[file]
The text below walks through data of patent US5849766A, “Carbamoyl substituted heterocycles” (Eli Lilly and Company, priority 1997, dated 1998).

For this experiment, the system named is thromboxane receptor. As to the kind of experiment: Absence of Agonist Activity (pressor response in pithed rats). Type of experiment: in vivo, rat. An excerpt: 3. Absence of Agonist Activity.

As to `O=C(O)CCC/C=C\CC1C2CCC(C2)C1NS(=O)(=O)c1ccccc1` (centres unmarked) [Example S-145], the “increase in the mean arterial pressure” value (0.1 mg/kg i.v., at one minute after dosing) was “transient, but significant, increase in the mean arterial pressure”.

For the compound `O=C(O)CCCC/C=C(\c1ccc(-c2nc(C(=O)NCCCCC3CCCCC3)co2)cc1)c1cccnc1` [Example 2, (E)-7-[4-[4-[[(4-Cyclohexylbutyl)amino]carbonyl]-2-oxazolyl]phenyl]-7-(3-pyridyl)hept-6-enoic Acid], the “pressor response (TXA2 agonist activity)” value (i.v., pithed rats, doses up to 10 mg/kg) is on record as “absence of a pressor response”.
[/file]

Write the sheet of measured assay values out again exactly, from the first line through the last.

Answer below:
The text below walks through data of patent US5849766A, “Carbamoyl substituted heterocycles” (Eli Lilly and Company, priority 1997, dated 1998).

For this experiment, the system named is thromboxane receptor. As to the kind of experiment: Absence of Agonist Activity (pressor response in pithed rats). Type of experiment: in vivo, rat. An excerpt: 3. Absence of Agonist Activity.

As to `O=C(O)CCC/C=C\CC1C2CCC(C2)C1NS(=O)(=O)c1ccccc1` (centres unmarked) [Example S-145], the “increase in the mean arterial pressure” value (0.1 mg/kg i.v., at one minute after dosing) was “transient, but significant, increase in the mean arterial pressure”.

For the compound `O=C(O)CCCC/C=C(\c1ccc(-c2nc(C(=O)NCCCCC3CCCCC3)co2)cc1)c1cccnc1` [Example 2, (E)-7-[4-[4-[[(4-Cyclohexylbutyl)amino]carbonyl]-2-oxazolyl]phenyl]-7-(3-pyridyl)hept-6-enoic Acid], the “pressor response (TXA2 agonist activity)” value (i.v., pithed rats, doses up to 10 mg/kg) is on record as “absence of a pressor response”.